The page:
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There are many endearing string functions in the C standard library, such as (in string.h)

char *strcat(char *str1, const char *str2);

or (in stdlib.h)

long int strtol(const char *nptr, char **endptr, int base);

(Ignore the wisdom of calling these functions, for the purposes of this question.)

What will happen if I pass any of these functions a NULL pointer? (I mean (char *) 0, not the empty string.)

I haven't found any answers in the man pages or on the web.

This leads me to think it's implementation-defined, but it could just as well mean an automatic segmentation fault; no special error behavior or return values are specified, either.

Could the behavior even vary from function to function, within the same implementation?

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Hmmm... there are 5 answers now: 3 undefined, 2 implementation-dependent. At least some of them are wrong! –  JXG Nov 30 '11 at 12:25

5 Answers 5

up vote 7 down vote accepted

The C standard says it in 7.21.1 String Function Conventions, clause 2:

Unless explicitly stated otherwise in the description of a particular function in this subclause, pointer arguments on such a call shall still have valid values, as described in 7.1.4.

7.1.4 Use of library functions:

If an argument to a function has an invalid value (such as a value outside the domain of the function, or a pointer outside the address space of the program, or a null pointer, or a pointer to non-modifiable storage when the corresponding parameter is not const-qualified) or a type (after promotion) not expected by a function with variable number of arguments, the behavior is undefined.

strcat()'s description in says nothing about the NULL pointer being a valid input, hence, I conclude, the behavior is officially undefined if any of its input pointers is NULL.

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Is there a link to this? Or to something similar but also authoritative? –  JXG Nov 30 '11 at 12:23
Final version of the C99 standard with corrigenda TC1, TC2, and TC3 included, formatted as a draft -- link taken from Wikipedia. Apparently, there's some work in progress and there're newer drafts as well, e.g. n1548. –  Alexey Frunze Nov 30 '11 at 12:34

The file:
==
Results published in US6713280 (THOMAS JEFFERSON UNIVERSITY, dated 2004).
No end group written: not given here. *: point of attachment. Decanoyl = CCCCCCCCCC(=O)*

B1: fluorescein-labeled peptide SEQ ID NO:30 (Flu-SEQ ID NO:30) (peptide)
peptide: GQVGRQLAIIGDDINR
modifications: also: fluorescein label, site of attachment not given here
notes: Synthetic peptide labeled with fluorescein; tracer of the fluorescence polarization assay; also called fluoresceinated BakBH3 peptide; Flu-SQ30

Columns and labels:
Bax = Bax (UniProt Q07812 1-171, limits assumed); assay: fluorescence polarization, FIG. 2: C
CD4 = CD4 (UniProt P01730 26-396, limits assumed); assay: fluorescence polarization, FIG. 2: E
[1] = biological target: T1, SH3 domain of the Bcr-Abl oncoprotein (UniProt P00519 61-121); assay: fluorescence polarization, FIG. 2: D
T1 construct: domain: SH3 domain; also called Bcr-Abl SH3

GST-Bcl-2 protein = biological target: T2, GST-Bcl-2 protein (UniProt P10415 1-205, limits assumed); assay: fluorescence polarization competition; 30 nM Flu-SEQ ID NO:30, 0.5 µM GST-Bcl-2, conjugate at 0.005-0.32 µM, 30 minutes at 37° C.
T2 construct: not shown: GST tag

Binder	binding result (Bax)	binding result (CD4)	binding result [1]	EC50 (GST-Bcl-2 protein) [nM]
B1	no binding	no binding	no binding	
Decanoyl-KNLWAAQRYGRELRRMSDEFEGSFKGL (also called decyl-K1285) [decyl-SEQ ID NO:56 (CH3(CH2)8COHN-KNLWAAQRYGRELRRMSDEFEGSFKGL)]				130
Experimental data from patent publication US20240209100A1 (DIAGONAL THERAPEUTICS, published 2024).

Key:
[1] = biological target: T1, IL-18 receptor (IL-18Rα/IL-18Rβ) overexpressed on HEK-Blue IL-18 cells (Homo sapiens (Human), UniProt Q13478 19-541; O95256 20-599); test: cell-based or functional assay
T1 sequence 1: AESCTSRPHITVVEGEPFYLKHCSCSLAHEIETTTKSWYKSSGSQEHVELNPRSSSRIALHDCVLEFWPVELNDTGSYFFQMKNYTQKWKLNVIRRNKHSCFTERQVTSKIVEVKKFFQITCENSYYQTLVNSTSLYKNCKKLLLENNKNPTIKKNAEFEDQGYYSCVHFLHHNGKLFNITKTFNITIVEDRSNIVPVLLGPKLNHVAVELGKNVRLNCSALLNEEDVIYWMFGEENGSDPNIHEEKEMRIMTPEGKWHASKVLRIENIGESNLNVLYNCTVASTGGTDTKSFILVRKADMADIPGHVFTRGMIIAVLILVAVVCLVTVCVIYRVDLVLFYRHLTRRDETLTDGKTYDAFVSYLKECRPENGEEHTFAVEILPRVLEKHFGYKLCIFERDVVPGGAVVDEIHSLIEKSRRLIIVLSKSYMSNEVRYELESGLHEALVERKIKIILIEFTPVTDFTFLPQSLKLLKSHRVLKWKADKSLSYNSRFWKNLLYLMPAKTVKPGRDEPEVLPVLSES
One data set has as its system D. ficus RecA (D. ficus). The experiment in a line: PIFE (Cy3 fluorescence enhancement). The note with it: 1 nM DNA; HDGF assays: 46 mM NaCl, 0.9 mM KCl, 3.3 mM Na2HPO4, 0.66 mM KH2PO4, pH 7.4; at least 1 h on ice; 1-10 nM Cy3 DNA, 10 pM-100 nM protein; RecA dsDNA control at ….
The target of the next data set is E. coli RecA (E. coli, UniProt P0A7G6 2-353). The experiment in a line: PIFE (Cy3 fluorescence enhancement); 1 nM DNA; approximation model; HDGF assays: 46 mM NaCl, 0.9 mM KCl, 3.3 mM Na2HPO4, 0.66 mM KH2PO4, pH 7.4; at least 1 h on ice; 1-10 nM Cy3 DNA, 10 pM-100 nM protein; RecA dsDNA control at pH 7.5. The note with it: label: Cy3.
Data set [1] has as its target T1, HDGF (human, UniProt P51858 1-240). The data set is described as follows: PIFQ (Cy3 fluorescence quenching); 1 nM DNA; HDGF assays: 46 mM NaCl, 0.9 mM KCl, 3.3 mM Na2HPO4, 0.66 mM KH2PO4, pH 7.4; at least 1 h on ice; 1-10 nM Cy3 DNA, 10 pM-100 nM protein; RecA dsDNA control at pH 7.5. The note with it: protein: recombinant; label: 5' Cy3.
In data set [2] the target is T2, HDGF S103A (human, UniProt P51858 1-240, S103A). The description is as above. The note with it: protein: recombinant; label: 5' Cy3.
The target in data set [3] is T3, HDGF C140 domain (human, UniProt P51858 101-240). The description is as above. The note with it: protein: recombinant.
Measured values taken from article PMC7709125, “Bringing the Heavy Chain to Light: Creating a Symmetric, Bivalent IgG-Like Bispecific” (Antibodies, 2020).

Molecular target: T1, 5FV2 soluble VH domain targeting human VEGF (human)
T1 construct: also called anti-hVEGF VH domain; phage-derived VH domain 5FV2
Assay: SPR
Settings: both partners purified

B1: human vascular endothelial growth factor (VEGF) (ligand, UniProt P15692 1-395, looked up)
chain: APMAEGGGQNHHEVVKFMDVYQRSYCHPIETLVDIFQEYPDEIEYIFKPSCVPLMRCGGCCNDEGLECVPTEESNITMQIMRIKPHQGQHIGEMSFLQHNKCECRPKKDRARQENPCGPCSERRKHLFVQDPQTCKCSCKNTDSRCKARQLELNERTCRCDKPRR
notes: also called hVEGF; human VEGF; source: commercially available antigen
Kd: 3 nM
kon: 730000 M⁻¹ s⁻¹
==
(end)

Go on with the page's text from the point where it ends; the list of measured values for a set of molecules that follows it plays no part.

Thanks! I should note that the first quotation from the standard talks about the case where the length supplied is 0: even if you plan to (e.g.) copy 0 characters, the pointers are expected to be valid. –  JXG Nov 30 '11 at 12:55

The standard doesn't say anything, so it's undefined behaviour. On many platforms, you'll get a seg-fault, because it will be dereferencing a null pointer.

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The C specification doesn't mention what will happen if you pass erroneous arguments to e.g. strcat and similar functions, so it's entirely implementation dependent. But I would bet not many implementations check for NULL parameters in release builds at least.

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Alex brought the example from the standard, so it's not implementation dependent; it's undefined. –  JXG Nov 30 '11 at 12:56

Unless it's specified what the function does with NULL values (for example endptr being NULL is defined), then the result in undefined - crash, error code, abort, or demons out of your nose.

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It will be implementation depended. But you will be getting segfaults on many implementations. coz since the string function is extensively used, these library function usually dosent do the nullcheck. (must be because for efficiency)

EDIT : As @Alex mentioned it's not implementation dependent; it's undefined.

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It's not implementation dependent; it's undefined. I wouldn't be surprised at all about the segfaults. –  JXG Nov 30 '11 at 12:56

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